No, not magnolias. Gardenias. It’s the smell of a gardenia, the white gardenia my grandfather handed to me the morning he swerved off the highway onto a rutted dirt road alongside a cotton field. It was wilted from the heat and the long ride, but there was still enough scent left in the flower to set my senses whirling. It makes them whirl this very minute, decades later.
I don’t know how, with my back to her, she senses something amiss, but she does. She wants to know what’s wrong.
Ain’t nor right nor wrong about it, as my grandfather might’ve said. Just is. I’m just a boy in a pickup rubbing his eyes as his grandfather pulls off the highway and kills the engine. The truth is, I’ve never given anybody a whiff of that gardenia before, and I’m not too sure about the way to do it.
I must’ve been fast asleep on the seat. We’d been on the road a couple days already, bootlegging moonshine to roadhouses, gin mills and juke joints in every dry backwoods county and parish from Bossier City over in Louisiana clear down to Galveston, and I was weary. About eight or nine I was, glad to finally be on the way home, curious about why he’d driven off onto the dirt road.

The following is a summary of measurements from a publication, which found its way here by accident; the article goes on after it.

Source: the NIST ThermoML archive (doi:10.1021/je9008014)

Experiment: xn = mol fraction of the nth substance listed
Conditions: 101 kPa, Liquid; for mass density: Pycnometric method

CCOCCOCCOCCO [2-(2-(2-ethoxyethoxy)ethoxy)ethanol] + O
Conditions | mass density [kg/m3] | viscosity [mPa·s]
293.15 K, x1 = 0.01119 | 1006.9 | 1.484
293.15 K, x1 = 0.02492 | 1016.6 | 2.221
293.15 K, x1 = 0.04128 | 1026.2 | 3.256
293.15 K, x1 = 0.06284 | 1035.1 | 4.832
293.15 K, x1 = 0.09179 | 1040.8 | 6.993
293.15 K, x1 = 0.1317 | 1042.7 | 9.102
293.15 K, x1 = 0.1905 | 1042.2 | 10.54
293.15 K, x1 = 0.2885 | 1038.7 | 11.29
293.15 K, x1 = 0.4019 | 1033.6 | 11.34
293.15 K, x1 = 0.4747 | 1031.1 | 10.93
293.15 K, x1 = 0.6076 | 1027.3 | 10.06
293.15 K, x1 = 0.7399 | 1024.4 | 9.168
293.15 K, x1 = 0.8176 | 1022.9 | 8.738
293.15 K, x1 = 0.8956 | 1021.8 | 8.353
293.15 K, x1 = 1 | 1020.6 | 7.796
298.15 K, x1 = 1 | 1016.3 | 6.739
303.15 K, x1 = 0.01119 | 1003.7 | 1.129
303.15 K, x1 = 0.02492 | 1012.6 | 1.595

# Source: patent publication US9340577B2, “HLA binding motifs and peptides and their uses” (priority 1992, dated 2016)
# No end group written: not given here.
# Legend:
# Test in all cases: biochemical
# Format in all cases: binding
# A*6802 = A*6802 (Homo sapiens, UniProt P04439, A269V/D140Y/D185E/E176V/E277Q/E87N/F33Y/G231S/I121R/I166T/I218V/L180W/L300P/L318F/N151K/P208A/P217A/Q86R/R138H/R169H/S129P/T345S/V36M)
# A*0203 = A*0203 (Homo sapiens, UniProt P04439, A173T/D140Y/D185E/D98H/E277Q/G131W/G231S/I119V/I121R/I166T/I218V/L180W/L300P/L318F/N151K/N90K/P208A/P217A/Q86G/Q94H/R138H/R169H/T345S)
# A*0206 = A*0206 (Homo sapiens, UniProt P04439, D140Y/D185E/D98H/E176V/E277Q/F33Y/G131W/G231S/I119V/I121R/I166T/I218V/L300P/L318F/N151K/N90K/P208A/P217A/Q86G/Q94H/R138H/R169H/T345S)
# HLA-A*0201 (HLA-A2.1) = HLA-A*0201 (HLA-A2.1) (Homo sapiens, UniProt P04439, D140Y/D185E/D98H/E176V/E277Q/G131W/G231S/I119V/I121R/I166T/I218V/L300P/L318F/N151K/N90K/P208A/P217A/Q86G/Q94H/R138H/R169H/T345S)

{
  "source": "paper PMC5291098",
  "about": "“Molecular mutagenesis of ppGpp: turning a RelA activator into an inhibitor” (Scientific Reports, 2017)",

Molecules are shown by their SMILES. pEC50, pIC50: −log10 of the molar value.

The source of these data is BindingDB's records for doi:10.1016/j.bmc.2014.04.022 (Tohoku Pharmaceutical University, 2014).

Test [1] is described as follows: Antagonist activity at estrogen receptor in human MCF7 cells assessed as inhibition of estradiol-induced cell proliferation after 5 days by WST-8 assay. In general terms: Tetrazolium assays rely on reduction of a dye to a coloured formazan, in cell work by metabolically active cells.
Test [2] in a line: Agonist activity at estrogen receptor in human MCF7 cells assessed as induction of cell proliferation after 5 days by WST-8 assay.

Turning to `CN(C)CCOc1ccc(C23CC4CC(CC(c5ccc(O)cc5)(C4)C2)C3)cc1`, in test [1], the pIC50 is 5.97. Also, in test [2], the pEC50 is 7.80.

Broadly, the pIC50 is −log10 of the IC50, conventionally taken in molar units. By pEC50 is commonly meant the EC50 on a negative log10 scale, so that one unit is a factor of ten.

That was his answer. My grandfather was a taciturn man. His sentences came with long pauses between them, and they never contained more than half a dozen words. He spoke as though words were freshly-laundered clothes you pinned up on a line to dry. If you hung up too many the line would sag down to the ground, the clothes would get soiled and you’d have to wash them all over again. “The creek,” he might say first thing in the morning. Then he’d go out onto the shady porch of the blistered old shotgun house tumbling board by board into the dirt and weeds of his dying farm. He’d rock back and forth on the broken rocker, taking a sip now and again from a jug of home-made whisky, till the sun sank below the crown of the big chinaberry tree, when he might say “sure is running low.”